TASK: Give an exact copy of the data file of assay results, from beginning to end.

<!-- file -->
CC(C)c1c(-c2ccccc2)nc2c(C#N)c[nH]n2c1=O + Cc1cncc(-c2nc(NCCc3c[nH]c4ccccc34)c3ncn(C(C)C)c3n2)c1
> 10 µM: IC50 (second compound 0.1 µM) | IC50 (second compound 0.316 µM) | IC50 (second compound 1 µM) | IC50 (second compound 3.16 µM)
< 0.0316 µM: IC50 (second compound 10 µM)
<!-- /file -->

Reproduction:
CC(C)c1c(-c2ccccc2)nc2c(C#N)c[nH]n2c1=O + Cc1cncc(-c2nc(NCCc3c[nH]c4ccccc34)c3ncn(C(C)C)c3n2)c1
> 10 µM: IC50 (second compound 0.1 µM) | IC50 (second compound 0.316 µM) | IC50 (second compound 1 µM) | IC50 (second compound 3.16 µM)
< 0.0316 µM: IC50 (second compound 10 µM)